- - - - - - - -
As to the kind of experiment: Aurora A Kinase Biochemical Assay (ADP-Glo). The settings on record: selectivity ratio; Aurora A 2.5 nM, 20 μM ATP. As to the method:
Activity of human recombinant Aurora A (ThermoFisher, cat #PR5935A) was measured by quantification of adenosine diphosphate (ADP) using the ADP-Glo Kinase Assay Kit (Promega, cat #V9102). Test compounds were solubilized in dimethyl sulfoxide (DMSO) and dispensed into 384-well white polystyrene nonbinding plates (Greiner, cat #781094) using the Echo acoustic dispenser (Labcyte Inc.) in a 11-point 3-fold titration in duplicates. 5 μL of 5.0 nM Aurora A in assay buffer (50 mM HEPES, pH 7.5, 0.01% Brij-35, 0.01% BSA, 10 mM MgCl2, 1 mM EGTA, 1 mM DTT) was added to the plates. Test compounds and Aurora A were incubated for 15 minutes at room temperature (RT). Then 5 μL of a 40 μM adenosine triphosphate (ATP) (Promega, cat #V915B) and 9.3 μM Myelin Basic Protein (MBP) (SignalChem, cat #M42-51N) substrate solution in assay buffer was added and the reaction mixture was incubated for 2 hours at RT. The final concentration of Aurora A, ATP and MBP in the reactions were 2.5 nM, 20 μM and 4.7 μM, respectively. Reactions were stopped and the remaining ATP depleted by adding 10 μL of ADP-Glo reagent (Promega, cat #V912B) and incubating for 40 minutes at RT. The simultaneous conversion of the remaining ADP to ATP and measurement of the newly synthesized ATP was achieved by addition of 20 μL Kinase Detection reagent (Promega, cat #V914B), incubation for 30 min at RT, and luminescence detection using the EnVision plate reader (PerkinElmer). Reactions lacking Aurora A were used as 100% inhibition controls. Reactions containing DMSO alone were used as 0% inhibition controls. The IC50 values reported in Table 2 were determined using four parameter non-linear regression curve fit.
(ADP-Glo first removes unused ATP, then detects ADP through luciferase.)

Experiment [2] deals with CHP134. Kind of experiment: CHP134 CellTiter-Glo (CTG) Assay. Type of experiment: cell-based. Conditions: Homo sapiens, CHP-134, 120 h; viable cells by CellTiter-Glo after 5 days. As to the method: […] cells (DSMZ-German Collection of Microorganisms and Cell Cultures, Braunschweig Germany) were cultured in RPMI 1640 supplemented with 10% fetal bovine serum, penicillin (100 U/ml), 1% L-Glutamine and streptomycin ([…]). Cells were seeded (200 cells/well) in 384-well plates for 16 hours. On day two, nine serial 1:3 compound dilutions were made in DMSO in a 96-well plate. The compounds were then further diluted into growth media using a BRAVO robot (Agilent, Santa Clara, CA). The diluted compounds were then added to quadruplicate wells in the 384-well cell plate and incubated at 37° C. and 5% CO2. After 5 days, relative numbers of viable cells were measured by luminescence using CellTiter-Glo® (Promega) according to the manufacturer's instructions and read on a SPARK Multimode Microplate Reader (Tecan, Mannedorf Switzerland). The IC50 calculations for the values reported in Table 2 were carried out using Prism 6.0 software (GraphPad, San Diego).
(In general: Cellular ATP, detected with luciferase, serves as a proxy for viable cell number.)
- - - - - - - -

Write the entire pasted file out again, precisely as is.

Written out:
As to the kind of experiment: Aurora A Kinase Biochemical Assay (ADP-Glo). The settings on record: selectivity ratio; Aurora A 2.5 nM, 20 μM ATP. As to the method:
Activity of human recombinant Aurora A (ThermoFisher, cat #PR5935A) was measured by quantification of adenosine diphosphate (ADP) using the ADP-Glo Kinase Assay Kit (Promega, cat #V9102). Test compounds were solubilized in dimethyl sulfoxide (DMSO) and dispensed into 384-well white polystyrene nonbinding plates (Greiner, cat #781094) using the Echo acoustic dispenser (Labcyte Inc.) in a 11-point 3-fold titration in duplicates. 5 μL of 5.0 nM Aurora A in assay buffer (50 mM HEPES, pH 7.5, 0.01% Brij-35, 0.01% BSA, 10 mM MgCl2, 1 mM EGTA, 1 mM DTT) was added to the plates. Test compounds and Aurora A were incubated for 15 minutes at room temperature (RT). Then 5 μL of a 40 μM adenosine triphosphate (ATP) (Promega, cat #V915B) and 9.3 μM Myelin Basic Protein (MBP) (SignalChem, cat #M42-51N) substrate solution in assay buffer was added and the reaction mixture was incubated for 2 hours at RT. The final concentration of Aurora A, ATP and MBP in the reactions were 2.5 nM, 20 μM and 4.7 μM, respectively. Reactions were stopped and the remaining ATP depleted by adding 10 μL of ADP-Glo reagent (Promega, cat #V912B) and incubating for 40 minutes at RT. The simultaneous conversion of the remaining ADP to ATP and measurement of the newly synthesized ATP was achieved by addition of 20 μL Kinase Detection reagent (Promega, cat #V914B), incubation for 30 min at RT, and luminescence detection using the EnVision plate reader (PerkinElmer). Reactions lacking Aurora A were used as 100% inhibition controls. Reactions containing DMSO alone were used as 0% inhibition controls. The IC50 values reported in Table 2 were determined using four parameter non-linear regression curve fit.
(ADP-Glo first removes unused ATP, then detects ADP through luciferase.)

Experiment [2] deals with CHP134. Kind of experiment: CHP134 CellTiter-Glo (CTG) Assay. Type of experiment: cell-based. Conditions: Homo sapiens, CHP-134, 120 h; viable cells by CellTiter-Glo after 5 days. As to the method: […] cells (DSMZ-German Collection of Microorganisms and Cell Cultures, Braunschweig Germany) were cultured in RPMI 1640 supplemented with 10% fetal bovine serum, penicillin (100 U/ml), 1% L-Glutamine and streptomycin ([…]). Cells were seeded (200 cells/well) in 384-well plates for 16 hours. On day two, nine serial 1:3 compound dilutions were made in DMSO in a 96-well plate. The compounds were then further diluted into growth media using a BRAVO robot (Agilent, Santa Clara, CA). The diluted compounds were then added to quadruplicate wells in the 384-well cell plate and incubated at 37° C. and 5% CO2. After 5 days, relative numbers of viable cells were measured by luminescence using CellTiter-Glo® (Promega) according to the manufacturer's instructions and read on a SPARK Multimode Microplate Reader (Tecan, Mannedorf Switzerland). The IC50 calculations for the values reported in Table 2 were carried out using Prism 6.0 software (GraphPad, San Diego).
(In general: Cellular ATP, detected with luciferase, serves as a proxy for viable cell number.)